Please Note: This article is written for users of the following Microsoft Word versions: 97, 2000, 2002, and 2003. If you are using a later version (Word 2007 or later), this tip may not work for you. For a version of this tip written specifically for later versions of Word, click here: Jumping to an Endnote.

Jumping to an Endnote

by Allen Wyatt
(last updated March 31, 2012)

You can use the Go To function of Word to jump to a specific endnote in your document. You do this in the following manner:

  1. Press F5. Word displays the Go To tab of the Find and Replace dialog box. (See Figure 1.)
  2. Figure 1. The Go To tab of the Find and Replace dialog box.

  3. In the left side of the dialog box, choose Endnote. This informs Word what you want to go to. The Enter Page Number box is relabeled as the Enter Endnote Number box.
  4. In the Enter Endnote Number box, enter the endnote number to which you want to jump. If you want to go to the next endnote, leave the box blank.
  5. Click your mouse on the Go To button or the Next button. (This is the same button. The name changes depending on whether you entered an endnote number in step 3.)

If there are no endnotes in the document, or if you enter an invalid endnote number, Word positions you at the beginning of the document.

WordTips is your source for cost-effective Microsoft Word training. (Microsoft Word is the most popular word processing software in the world.) This tip (1913) applies to Microsoft Word 97, 2000, 2002, and 2003. You can find a version of this tip for the ribbon interface of Word (Word 2007 and later) here: Jumping to an Endnote.

Author Bio

Allen Wyatt

With more than 50 non-fiction books and numerous magazine articles to his credit, Allen Wyatt is an internationally recognized author. He  is president of Sharon Parq Associates, a computer and publishing services company. ...

MORE FROM ALLEN

Using a Different Footer on Secondary Pages

When printing a worksheet, you may want to have the footer different on the first page of your document than it is on ...

Discover More

Determining Differences Between Dates

Do you need to do some simple math using dates in a your macro? One of the easy functions you can use is the DateDiff ...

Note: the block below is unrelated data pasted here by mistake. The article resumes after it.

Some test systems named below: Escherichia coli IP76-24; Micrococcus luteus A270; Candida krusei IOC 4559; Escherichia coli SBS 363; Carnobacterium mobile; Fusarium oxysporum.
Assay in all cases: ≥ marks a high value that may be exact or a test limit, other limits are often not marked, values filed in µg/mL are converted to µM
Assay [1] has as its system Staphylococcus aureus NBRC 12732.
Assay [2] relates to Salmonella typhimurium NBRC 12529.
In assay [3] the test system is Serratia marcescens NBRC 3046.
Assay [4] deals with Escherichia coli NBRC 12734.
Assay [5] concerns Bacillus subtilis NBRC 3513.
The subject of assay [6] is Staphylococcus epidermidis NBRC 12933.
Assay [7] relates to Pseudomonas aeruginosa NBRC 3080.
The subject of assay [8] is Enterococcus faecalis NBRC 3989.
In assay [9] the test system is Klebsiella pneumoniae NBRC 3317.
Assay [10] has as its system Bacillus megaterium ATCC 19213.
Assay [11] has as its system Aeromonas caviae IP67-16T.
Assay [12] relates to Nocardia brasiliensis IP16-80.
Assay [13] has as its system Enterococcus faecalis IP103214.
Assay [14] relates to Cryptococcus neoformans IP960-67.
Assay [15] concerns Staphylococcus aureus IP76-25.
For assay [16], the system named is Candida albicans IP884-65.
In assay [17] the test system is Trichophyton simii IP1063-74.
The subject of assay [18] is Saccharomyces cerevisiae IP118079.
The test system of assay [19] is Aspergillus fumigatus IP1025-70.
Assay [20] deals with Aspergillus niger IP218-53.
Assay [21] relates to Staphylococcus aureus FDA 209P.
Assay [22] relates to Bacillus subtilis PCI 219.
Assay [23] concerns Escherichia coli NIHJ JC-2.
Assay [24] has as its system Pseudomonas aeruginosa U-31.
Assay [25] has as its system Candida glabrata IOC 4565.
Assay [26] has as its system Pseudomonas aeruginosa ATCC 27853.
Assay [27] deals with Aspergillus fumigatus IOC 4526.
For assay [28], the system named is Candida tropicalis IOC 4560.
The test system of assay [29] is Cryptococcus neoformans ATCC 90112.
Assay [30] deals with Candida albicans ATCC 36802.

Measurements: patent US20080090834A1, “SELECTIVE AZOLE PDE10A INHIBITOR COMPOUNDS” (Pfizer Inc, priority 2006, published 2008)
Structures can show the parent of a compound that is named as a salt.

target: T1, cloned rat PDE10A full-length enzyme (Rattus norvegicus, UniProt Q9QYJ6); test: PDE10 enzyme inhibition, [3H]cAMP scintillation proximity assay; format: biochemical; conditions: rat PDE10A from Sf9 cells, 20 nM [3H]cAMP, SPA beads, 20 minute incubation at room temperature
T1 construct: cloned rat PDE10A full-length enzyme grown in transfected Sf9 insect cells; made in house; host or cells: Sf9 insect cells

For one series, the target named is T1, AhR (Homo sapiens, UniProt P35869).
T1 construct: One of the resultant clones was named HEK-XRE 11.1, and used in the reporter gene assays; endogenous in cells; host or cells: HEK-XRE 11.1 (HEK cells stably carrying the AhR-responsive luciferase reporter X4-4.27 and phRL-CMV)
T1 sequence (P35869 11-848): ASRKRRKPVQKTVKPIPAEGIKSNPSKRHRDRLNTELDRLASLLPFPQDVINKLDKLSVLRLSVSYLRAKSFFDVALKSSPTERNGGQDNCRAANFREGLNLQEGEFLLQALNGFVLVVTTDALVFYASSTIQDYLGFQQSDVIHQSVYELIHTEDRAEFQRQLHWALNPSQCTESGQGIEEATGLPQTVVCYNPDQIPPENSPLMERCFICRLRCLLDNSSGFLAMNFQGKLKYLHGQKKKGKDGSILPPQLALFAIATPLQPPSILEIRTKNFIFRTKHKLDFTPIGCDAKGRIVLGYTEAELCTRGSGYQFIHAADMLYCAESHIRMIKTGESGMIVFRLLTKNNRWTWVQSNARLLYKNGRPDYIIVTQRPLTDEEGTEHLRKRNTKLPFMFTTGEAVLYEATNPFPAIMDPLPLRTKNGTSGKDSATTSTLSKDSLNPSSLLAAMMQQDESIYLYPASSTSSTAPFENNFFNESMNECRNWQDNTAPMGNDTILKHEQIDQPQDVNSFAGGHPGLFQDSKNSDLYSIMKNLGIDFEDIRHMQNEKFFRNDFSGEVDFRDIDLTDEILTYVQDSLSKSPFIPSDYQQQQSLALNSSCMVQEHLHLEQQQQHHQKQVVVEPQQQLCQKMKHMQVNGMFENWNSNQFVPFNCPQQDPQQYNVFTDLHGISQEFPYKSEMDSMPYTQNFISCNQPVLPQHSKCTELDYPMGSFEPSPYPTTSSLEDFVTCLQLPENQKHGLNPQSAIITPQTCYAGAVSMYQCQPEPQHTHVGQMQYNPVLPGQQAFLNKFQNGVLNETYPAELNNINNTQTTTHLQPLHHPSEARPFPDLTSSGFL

Discover More

Deleting All Fields

Fields can be a great way of adding small snippets of dynamic data to your documents. However, you may want to get rid of all ...

Discover More

The First and Last Word on Word! Bestselling For Dummies author Dan Gookin puts his usual fun and friendly candor back to work to show you how to navigate Word 2013. Spend more time working and less time trying to figure it all out! Check out Word 2013 For Dummies today!

MORE WORDTIPS (MENU)

Creating a Bibliography from Footnotes

Most scholarly papers need to have both footnotes and a bibliography. The two are closely related, as they provide different ...

Discover More

Changing How Footnote References Appear

Footnote references normally appear as superscripted digits, both in the main body of your document and in the footnotes ...

Discover More

Changing the Way Endnotes Are Numbered

Word is flexible on how it numbers your endnotes. This tip shows how easy it is to make the changes to the numbering system.

Discover More
Subscribe

FREE SERVICE: Get tips like this every week in WordTips, a free productivity newsletter. Enter your address and click "Subscribe."

View most recent newsletter.

Comments for this tip:

There are currently no comments for this tip. (Be the first to leave your comment—just use the simple form above!)

This Site

Got a version of Word that uses the menu interface (Word 97, Word 2000, Word 2002, or Word 2003)? This site is for you! If you use a later version of Word, visit our WordTips site focusing on the ribbon interface.

Subscribe

FREE SERVICE: Get tips like this every week in WordTips, a free productivity newsletter. Enter your address and click "Subscribe."

(Your e-mail address is not shared with anyone, ever.)

View the most recent newsletter.

Links and Sharing
Share